Human Trafficking is the third most profitable crime in the world. There are an estimated 600,000 to 800,000 people trafficked yearly worldwide.
Survivors of human trafficking come from a variety of backgrounds.
Though some are well educated and from urban centres, many are often rural, poorly educated women and children and unskilled men migrating to find work or to escape conflict, who are unaware of the dangers of human trafficking.
Women are often lured with the promise of obtaining work as domestic workers or in hotels or restaurants, and then forced into debt bondage or prostitution.
Boys and girls as young as 11 years are trafficked for child labour, and in increasing numbers for sexual exploitation.
ICMC has gained a solid reputation for its work with migrants tricked or trapped in trafficking schemes. In addition to providing direct services, ICMC's work involves capacity building of local NGOs who offer direct services and advocacy for trafficked persons in order to improve and sustain protection for victims, and prevention efforts in villages and regions suffering from high levels of trafficking. ICMC also works to establish effective networks involving stakeholders from the public sector, including representatives from the ministries of health, education, employment, justice, and social welfare.
The 5 Components of ICMC counter-trafficking programming
- Organizing new local working groups, NGOs, churches and other community partners for broad education networking
- Conducting public information workshops to raise awareness about the need to combat trafficking
- Supporting NGOs and trade unions that are implementing projects to prevent human trafficking or are providing services to trafficked persons
- Promoting safe migration through assistance to government officials and other stakeholders, and seeking effective public policy solutions to complex migration problems that increase the likelihood of human trafficking
- Providing support to national, provincial and local governments to assist in the implementation of anti-trafficking legislation.
- Police training
- Building inter-governmental task forces in provincial and local areas to strengthen law enforcement efforts and work with civil society to provide protection services for victims and prevention projects for vulnerable groups
- In close partnership with local communities, churches and Caritas organisations:
- Identifying trafficked persons through referrals from the police and from networks of organizations that assist female migrant workers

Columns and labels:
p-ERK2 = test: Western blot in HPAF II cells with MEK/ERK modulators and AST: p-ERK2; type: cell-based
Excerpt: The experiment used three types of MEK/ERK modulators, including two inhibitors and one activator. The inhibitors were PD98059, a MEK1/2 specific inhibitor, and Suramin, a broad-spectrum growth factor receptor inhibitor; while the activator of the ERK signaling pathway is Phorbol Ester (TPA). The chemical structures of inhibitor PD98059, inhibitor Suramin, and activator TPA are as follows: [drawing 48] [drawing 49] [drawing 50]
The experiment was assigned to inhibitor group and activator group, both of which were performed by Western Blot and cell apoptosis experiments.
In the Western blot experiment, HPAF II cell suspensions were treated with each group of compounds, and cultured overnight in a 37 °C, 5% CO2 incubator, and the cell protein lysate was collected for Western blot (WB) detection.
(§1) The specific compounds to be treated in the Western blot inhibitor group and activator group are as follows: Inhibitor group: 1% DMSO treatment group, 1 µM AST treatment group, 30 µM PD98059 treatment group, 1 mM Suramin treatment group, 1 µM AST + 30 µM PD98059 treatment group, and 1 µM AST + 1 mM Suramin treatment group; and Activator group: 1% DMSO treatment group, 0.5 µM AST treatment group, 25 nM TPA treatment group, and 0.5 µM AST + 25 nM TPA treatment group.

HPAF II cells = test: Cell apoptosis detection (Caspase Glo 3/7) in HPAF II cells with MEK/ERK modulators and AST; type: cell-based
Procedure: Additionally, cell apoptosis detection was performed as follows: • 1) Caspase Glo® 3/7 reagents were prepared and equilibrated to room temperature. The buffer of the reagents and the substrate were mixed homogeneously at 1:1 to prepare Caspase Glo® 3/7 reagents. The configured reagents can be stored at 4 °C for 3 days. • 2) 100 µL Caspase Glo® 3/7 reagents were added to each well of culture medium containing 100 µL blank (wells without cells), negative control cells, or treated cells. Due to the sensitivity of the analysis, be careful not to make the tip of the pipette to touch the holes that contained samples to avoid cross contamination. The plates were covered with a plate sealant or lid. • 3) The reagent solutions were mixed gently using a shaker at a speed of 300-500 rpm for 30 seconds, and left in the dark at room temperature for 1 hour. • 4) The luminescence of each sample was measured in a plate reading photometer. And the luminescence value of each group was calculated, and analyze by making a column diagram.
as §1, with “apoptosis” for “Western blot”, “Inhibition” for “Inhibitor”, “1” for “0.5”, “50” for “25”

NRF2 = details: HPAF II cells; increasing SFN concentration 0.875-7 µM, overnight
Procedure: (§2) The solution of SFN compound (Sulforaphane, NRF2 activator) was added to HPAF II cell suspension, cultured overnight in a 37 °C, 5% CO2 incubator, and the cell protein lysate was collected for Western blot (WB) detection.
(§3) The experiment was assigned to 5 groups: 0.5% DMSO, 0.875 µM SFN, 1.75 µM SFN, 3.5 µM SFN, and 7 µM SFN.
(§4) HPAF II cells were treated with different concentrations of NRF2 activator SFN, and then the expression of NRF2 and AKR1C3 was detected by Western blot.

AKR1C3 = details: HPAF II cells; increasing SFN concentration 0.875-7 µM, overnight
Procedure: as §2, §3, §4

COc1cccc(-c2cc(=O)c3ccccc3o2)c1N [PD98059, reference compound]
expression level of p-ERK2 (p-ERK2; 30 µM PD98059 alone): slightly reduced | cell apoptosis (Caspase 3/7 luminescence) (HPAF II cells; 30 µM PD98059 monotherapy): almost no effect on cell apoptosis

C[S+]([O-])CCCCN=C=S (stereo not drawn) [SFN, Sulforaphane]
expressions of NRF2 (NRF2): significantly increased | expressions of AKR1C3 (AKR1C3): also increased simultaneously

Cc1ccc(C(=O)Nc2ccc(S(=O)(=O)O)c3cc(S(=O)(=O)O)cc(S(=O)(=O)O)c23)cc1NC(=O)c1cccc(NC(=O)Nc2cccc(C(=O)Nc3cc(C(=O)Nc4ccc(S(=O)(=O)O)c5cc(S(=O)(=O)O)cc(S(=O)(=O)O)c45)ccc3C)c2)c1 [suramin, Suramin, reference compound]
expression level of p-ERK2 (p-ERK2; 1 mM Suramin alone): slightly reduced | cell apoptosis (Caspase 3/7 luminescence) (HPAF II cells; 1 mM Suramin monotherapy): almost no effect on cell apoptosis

- Interviewing and assessing women for signs of trafficking, and admitting them to the shelter
- Providing clothing, food, security and social activities
- Offering immediate medical services, including testing for HIV/AIDS, other sexually transmitted diseases as well as general medical health exams
- Providing extensive consultation and case management, over a period of months in many cases, to assess and address special needs, such as social or psychological counselling and legal aid, and potential solutions and opportunities, including court action, new and fair employment, and/or return to the country of origin.
3. Assisted Voluntary Return
- Working directly and individually with women who choose to return, an ICMC social worker helps each woman to develop a personalized plan for her future based on her goals, and works with the woman to resolve outstanding issues, including family or community conflicts, and her need for a life project
- -Coordinating with government and international organisations to resolve legal matters and administrative problems and assisting with passport and travel arrangements.
- -Strengthening capacity for the return, recovery, and reintegration of trafficked persons by working with government and NGOs to establish common standards and to help build wider networks of service providers at the recovery and reintegration stages.
5. Coordination of Service
- -Ensuring that there is a contact person in the country or community of origin so that follow-up will be possible; in cases of special need, additional social services may be arranged in the country of origin with partners there, such as international networks of ICMC and its members, Caritas, religious congregations and NGOs.